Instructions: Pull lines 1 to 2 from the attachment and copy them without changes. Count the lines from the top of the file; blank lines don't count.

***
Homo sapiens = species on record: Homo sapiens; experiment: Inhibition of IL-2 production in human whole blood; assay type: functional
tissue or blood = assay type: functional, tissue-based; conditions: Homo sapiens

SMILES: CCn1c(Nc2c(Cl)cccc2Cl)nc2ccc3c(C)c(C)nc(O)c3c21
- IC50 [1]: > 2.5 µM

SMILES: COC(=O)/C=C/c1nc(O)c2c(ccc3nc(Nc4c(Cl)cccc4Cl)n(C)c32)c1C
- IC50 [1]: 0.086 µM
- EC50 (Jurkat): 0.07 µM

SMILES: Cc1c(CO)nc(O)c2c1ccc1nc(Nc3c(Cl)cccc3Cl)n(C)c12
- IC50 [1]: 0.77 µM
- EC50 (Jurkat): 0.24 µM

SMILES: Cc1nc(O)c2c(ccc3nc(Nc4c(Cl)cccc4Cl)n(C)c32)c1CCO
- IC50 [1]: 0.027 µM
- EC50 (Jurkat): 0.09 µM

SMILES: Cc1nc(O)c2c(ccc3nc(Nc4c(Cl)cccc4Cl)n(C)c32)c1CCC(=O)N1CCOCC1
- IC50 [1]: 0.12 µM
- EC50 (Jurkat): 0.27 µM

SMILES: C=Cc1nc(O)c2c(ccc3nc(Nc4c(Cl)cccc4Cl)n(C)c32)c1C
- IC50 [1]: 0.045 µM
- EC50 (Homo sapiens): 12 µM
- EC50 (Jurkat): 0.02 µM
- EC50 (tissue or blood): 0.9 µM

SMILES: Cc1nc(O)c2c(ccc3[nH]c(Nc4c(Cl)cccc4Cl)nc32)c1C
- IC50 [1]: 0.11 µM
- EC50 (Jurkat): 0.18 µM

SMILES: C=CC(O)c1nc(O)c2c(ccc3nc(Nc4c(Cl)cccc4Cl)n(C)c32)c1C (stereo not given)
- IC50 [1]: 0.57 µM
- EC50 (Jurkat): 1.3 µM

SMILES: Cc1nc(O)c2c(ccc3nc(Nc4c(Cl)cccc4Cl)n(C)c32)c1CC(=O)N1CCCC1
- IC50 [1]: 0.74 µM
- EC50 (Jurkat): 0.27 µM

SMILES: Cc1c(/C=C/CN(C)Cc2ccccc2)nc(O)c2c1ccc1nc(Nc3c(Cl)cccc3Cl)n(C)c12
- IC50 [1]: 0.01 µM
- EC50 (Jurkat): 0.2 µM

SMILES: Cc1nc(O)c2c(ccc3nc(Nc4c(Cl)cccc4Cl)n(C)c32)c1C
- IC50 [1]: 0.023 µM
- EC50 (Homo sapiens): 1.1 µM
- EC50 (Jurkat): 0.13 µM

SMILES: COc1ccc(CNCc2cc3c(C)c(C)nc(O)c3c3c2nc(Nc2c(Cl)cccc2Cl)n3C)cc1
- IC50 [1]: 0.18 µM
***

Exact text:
Homo sapiens = species on record: Homo sapiens; experiment: Inhibition of IL-2 production in human whole blood; assay type: functional
tissue or blood = assay type: functional, tissue-based; conditions: Homo sapiens